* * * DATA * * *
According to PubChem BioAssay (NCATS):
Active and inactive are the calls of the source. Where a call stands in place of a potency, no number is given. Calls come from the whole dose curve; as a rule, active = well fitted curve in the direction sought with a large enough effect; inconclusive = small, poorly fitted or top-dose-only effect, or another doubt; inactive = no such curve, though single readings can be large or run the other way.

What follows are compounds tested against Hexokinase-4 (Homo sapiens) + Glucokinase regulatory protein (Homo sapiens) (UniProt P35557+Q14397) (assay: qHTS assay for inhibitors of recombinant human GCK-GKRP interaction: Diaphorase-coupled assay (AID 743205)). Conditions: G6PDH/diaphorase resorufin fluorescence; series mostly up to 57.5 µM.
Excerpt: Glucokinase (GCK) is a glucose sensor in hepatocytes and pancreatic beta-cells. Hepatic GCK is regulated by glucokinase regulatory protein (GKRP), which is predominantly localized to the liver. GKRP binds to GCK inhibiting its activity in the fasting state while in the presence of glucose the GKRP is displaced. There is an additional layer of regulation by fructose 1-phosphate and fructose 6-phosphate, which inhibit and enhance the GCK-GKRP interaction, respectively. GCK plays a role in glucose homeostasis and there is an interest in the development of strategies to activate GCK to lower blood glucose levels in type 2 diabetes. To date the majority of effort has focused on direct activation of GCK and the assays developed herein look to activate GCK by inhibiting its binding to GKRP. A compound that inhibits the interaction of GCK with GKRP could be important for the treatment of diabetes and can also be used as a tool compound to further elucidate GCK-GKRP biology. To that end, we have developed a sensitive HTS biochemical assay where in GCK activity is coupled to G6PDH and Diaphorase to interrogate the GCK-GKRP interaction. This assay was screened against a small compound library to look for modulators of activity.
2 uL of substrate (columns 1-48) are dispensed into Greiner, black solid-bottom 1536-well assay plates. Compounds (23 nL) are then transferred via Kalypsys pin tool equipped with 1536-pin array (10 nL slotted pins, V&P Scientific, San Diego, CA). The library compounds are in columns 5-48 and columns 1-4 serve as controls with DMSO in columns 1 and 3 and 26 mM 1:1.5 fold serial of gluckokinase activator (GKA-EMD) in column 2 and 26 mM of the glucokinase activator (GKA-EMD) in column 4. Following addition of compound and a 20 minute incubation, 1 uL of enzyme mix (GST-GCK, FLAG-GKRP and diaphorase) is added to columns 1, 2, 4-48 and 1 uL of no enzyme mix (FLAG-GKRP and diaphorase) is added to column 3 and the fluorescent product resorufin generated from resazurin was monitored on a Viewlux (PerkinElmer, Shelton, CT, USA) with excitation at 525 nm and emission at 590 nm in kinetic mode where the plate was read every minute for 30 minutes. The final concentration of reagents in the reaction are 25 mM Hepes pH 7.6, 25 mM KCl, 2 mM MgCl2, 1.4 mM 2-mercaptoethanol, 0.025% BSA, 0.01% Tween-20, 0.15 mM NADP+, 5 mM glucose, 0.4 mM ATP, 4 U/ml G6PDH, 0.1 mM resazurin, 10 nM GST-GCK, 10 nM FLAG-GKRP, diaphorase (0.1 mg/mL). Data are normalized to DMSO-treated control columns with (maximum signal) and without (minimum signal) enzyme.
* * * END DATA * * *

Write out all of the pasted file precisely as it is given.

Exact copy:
According to PubChem BioAssay (NCATS):
Active and inactive are the calls of the source. Where a call stands in place of a potency, no number is given. Calls come from the whole dose curve; as a rule, active = well fitted curve in the direction sought with a large enough effect; inconclusive = small, poorly fitted or top-dose-only effect, or another doubt; inactive = no such curve, though single readings can be large or run the other way.

What follows are compounds tested against Hexokinase-4 (Homo sapiens) + Glucokinase regulatory protein (Homo sapiens) (UniProt P35557+Q14397) (assay: qHTS assay for inhibitors of recombinant human GCK-GKRP interaction: Diaphorase-coupled assay (AID 743205)). Conditions: G6PDH/diaphorase resorufin fluorescence; series mostly up to 57.5 µM.
Excerpt: Glucokinase (GCK) is a glucose sensor in hepatocytes and pancreatic beta-cells. Hepatic GCK is regulated by glucokinase regulatory protein (GKRP), which is predominantly localized to the liver. GKRP binds to GCK inhibiting its activity in the fasting state while in the presence of glucose the GKRP is displaced. There is an additional layer of regulation by fructose 1-phosphate and fructose 6-phosphate, which inhibit and enhance the GCK-GKRP interaction, respectively. GCK plays a role in glucose homeostasis and there is an interest in the development of strategies to activate GCK to lower blood glucose levels in type 2 diabetes. To date the majority of effort has focused on direct activation of GCK and the assays developed herein look to activate GCK by inhibiting its binding to GKRP. A compound that inhibits the interaction of GCK with GKRP could be important for the treatment of diabetes and can also be used as a tool compound to further elucidate GCK-GKRP biology. To that end, we have developed a sensitive HTS biochemical assay where in GCK activity is coupled to G6PDH and Diaphorase to interrogate the GCK-GKRP interaction. This assay was screened against a small compound library to look for modulators of activity.
2 uL of substrate (columns 1-48) are dispensed into Greiner, black solid-bottom 1536-well assay plates. Compounds (23 nL) are then transferred via Kalypsys pin tool equipped with 1536-pin array (10 nL slotted pins, V&P Scientific, San Diego, CA). The library compounds are in columns 5-48 and columns 1-4 serve as controls with DMSO in columns 1 and 3 and 26 mM 1:1.5 fold serial of gluckokinase activator (GKA-EMD) in column 2 and 26 mM of the glucokinase activator (GKA-EMD) in column 4. Following addition of compound and a 20 minute incubation, 1 uL of enzyme mix (GST-GCK, FLAG-GKRP and diaphorase) is added to columns 1, 2, 4-48 and 1 uL of no enzyme mix (FLAG-GKRP and diaphorase) is added to column 3 and the fluorescent product resorufin generated from resazurin was monitored on a Viewlux (PerkinElmer, Shelton, CT, USA) with excitation at 525 nm and emission at 590 nm in kinetic mode where the plate was read every minute for 30 minutes. The final concentration of reagents in the reaction are 25 mM Hepes pH 7.6, 25 mM KCl, 2 mM MgCl2, 1.4 mM 2-mercaptoethanol, 0.025% BSA, 0.01% Tween-20, 0.15 mM NADP+, 5 mM glucose, 0.4 mM ATP, 4 U/ml G6PDH, 0.1 mM resazurin, 10 nM GST-GCK, 10 nM FLAG-GKRP, diaphorase (0.1 mg/mL). Data are normalized to DMSO-treated control columns with (maximum signal) and without (minimum signal) enzyme.